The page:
Here is a rough sketch of the algorithm to help you get started:

  1. tree_fold f acc Nil = acc (returns the combination thus far)

  1. tree_fold f acc (Node v l r) =

    1. Recurse on the left, getting a new accumulated value

    1. Perform the accumulating operation (f) on the current value (v) and the returned value from (a)

    1. Recurse on the right, passing the new accumulated value from (b)

Problem 7 Answer:

> tree_fold :: (a -> b -> a) -> a -> Tree b -> a

Problem 8: To demonstrate the computational power of tree_fold, write a function ‘inorder_list tree’ that uses tree_fold to build a list of all the elements

of tree in order. Since the tree_fold recurses inorder, all you simply need to think about is the lambda that should build the list

Problem 8 Answer:

> inorder_list :: Tree a -> [a]

Problem 9: Given two lists where all the elements are unique and are in increasing order. Define the function ‘merge’ that returns a list where all the elements are unique and are in increasing order.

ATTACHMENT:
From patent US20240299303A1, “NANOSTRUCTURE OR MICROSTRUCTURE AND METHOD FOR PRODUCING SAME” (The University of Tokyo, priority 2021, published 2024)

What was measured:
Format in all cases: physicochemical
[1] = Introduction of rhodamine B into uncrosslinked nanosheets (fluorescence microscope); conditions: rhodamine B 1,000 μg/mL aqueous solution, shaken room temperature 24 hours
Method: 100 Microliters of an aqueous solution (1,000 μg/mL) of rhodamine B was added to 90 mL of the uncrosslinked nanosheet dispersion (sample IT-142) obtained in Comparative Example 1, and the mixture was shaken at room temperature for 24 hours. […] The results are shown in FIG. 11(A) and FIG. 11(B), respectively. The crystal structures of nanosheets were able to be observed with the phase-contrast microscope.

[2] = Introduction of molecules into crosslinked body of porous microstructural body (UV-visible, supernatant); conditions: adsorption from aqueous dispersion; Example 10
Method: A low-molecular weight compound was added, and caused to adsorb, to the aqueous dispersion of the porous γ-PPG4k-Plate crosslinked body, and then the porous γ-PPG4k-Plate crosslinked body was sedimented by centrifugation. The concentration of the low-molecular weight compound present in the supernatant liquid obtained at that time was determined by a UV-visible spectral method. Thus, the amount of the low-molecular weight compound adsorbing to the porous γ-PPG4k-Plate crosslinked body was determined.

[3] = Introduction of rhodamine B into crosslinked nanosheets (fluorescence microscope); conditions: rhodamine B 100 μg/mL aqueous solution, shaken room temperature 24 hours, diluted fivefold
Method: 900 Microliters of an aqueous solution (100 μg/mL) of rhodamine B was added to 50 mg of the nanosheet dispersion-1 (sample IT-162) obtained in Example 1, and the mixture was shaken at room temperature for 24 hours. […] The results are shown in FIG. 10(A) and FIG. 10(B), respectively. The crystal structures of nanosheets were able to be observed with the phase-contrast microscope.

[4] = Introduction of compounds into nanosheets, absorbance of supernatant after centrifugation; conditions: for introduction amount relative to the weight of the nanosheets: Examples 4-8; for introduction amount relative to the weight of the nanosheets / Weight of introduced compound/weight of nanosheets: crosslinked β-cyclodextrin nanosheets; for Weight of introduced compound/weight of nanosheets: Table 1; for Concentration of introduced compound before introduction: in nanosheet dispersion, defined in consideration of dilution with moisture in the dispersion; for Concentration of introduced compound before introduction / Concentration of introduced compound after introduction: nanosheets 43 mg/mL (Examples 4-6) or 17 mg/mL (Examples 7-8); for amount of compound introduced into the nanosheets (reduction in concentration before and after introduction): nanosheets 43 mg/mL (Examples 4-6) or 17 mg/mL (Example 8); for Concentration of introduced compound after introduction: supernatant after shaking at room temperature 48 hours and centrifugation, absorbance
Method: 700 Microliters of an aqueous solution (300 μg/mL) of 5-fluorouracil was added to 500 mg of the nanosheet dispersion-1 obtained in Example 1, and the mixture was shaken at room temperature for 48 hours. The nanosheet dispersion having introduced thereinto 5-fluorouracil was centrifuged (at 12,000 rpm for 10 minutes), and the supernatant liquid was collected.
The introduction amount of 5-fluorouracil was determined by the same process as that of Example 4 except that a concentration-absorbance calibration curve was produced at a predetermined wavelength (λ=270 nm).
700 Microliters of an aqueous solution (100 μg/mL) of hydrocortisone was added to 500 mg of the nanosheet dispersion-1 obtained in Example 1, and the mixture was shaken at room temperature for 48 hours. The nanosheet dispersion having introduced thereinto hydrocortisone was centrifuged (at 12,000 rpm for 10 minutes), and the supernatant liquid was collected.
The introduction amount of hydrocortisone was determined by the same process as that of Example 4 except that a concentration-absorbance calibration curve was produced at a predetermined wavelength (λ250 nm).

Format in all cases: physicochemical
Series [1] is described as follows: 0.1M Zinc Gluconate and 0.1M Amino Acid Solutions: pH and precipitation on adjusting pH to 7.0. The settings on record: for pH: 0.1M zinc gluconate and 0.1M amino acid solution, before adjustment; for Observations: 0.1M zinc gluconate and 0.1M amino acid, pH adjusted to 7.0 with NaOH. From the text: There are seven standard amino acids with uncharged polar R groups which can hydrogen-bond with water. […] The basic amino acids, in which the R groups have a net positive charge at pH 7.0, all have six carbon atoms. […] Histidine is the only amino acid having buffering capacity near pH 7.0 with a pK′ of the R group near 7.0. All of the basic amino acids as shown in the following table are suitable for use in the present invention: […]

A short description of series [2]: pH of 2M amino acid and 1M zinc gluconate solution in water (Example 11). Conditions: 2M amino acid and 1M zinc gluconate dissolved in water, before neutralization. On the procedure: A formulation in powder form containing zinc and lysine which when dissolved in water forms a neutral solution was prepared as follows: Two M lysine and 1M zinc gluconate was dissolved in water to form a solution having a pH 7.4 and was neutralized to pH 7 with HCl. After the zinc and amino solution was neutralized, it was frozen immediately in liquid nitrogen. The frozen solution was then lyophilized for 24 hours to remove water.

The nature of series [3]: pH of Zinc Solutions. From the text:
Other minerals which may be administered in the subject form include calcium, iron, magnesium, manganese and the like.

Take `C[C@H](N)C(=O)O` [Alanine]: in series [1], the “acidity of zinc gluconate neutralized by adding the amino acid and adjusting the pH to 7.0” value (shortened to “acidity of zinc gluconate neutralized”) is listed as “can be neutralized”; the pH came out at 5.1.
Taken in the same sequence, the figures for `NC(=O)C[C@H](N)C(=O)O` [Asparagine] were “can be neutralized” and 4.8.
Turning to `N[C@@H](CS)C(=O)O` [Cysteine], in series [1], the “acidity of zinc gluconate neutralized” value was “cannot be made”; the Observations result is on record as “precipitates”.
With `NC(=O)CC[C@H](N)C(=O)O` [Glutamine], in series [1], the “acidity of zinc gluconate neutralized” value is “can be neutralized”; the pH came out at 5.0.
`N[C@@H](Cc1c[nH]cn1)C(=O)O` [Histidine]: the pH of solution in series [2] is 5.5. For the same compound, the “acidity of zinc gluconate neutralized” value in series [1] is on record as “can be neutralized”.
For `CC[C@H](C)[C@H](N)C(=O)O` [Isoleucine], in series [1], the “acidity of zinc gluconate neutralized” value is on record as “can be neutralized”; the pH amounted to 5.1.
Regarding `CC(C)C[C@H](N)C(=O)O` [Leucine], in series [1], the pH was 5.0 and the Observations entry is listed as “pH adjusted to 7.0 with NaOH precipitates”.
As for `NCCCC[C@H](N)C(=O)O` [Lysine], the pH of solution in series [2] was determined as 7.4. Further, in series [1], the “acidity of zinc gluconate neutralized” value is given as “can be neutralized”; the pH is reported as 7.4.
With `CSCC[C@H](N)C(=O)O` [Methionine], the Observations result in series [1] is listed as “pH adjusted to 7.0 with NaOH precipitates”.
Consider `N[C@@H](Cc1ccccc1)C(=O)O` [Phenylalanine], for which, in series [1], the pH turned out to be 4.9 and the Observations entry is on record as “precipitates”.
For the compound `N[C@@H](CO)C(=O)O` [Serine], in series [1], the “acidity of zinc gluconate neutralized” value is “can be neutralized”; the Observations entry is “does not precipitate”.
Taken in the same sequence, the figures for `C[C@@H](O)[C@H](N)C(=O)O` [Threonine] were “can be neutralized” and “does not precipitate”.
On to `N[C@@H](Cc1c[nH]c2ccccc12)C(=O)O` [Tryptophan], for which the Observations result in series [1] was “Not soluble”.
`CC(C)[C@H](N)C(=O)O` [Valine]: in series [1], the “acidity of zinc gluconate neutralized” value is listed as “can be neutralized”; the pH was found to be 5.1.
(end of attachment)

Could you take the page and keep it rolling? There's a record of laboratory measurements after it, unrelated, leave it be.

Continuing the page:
Problem 9 Answer:

Problem 10: (Thompson 17.24/30 )

Define the list of numbers whose only prime factors are 2, 3, and 5, the so-called Hamming numbers:

…> hamming

1,2,3,4,5,6,8,9,10,12,15,16,18,20,24 …

You may consider using any combinition of the following techiques to express your solution list comprehension notation, and/or explicit recursion, and/or local definitions .

You may ‘merge’ defined in the last homework useful.

(Hint: Apply the circular list idea demostrated in fibSeq (http://bingweb.binghamton.edu/%7Ehead/CS471/NOTES/HASKELL/4hF02.html))

Problem 10 Answer: